May 3, 2005

A GREAT DAY FOR A SCOUT:

Under the gun: Spend the day with baseball scout Jim Fitzgerald, one of more than 120 members of the Mariners scouting department, as he tries to find the next M's superstar. (Kirby Arnold, 5/01/05, The Herald)

Before Jim Fitzgerald jumped behind the wheel of his rental car, he made sure he had brought all the necessities for a day of work.

Stopwatch.

Pens.

Charts.

Rosters.

Full tank of gas.

Driving directions. Above all, he couldn't forget the driving directions.

"A baseball scout's favorite web site is MapQuest," said Fitzgerald, the Seattle Mariners' assistant to the vice president of scouting.

And, of course, he brought something to eat. On this day, it's a bottle of water and an energy bar. Other days, it's a hotdog and sunflower seeds.

"Scout's dinner," Fitzgerald said. "Sometimes if you're on a tight schedule, you eat in the car and steer with your knees."

Dining choices may seem a little haphazard, but the rest of a baseball scout's work can't be.

The success of a franchise often depends on the work of its scouts, who watch high school, junior college and college baseball not only across the country, but around the world.

Including associate scouts who work on a part-time basis, more than 120 comprise the Mariners' scouting department, ranging from the front-office direction of scouting director Bob Fontaine to part-time associate scouts who cover not only the U.S. but also Australia, Canada, Venezuela, Czechoslovakia, Korea, Curaco, Italy, Panama, Japan, Nicaragua, Spain, South America, Mexico, Taiwan, Holland and Aruba. The core of the amateur scouting staff is a 25-person group that includes full-time area scouts and coordinators.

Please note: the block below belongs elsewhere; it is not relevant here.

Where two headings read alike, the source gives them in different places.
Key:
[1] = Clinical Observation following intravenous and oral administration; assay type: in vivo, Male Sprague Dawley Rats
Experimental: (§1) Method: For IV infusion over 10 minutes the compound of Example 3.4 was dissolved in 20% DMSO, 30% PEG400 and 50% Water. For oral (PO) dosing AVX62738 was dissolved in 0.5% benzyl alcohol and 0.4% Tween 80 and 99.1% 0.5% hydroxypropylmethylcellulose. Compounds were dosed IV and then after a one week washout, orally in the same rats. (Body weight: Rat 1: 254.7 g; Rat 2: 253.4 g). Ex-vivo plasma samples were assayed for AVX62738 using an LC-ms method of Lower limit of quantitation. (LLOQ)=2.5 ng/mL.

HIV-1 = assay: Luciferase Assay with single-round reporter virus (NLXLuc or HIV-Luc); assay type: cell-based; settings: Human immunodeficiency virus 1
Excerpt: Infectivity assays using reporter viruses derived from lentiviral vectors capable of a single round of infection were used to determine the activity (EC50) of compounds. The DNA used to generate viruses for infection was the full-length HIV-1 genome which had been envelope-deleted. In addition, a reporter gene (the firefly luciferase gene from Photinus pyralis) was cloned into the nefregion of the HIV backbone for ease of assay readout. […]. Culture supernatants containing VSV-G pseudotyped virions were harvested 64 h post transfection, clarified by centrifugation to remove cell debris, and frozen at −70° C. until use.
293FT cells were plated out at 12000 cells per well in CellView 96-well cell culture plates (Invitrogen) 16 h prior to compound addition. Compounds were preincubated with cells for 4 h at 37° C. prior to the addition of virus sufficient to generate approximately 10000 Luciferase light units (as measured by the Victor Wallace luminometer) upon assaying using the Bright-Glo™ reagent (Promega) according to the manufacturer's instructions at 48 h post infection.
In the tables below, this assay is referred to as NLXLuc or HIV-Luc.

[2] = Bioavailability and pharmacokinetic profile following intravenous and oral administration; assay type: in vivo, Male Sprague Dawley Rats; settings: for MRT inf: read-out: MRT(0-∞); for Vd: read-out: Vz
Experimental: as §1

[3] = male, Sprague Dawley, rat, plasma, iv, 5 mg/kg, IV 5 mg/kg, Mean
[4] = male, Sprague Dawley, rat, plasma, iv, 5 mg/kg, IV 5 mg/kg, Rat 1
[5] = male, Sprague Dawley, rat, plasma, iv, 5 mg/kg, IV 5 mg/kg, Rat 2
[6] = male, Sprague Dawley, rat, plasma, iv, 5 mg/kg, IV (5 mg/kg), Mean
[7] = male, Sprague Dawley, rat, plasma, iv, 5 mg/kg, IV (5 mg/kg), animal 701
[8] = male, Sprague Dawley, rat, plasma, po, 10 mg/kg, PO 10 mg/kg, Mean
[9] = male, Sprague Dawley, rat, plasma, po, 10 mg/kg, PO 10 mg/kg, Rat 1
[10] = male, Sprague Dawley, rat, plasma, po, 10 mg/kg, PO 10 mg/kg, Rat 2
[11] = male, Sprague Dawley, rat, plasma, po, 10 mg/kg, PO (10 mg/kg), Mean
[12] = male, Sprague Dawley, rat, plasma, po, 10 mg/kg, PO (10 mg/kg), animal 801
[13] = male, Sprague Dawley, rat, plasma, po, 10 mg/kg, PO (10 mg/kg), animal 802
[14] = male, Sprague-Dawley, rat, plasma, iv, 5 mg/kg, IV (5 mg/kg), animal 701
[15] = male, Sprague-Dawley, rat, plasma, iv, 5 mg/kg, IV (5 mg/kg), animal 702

Fitzgerald, 36, is a 10-year Mariners staffer who began assisting Fontaine last year. He spends much of his time in the office but also a good number of days watching high school and college games. By draft day on June 7, when the Mariners will have the third overall selection, he estimates he'll have seen more than 60 games.

"We have only 123 days to see high school kids, college kids and junior college kids," Fitzgerald said. "The biggest thing we fight is time."

To maximize his time, a scout often will watch several games in a day.

"One day I had a quadruple-header, games at 8 a.m., noon, 4 p.m. and 7 p.m., and not all at the same place," said Fitzgerald, who accomplished it by criss-crossing from Peoria to Phoenix to Scottsdale. "Those are great days for a scout."

Posted by Orrin Judd at May 3, 2005 6:35 AM
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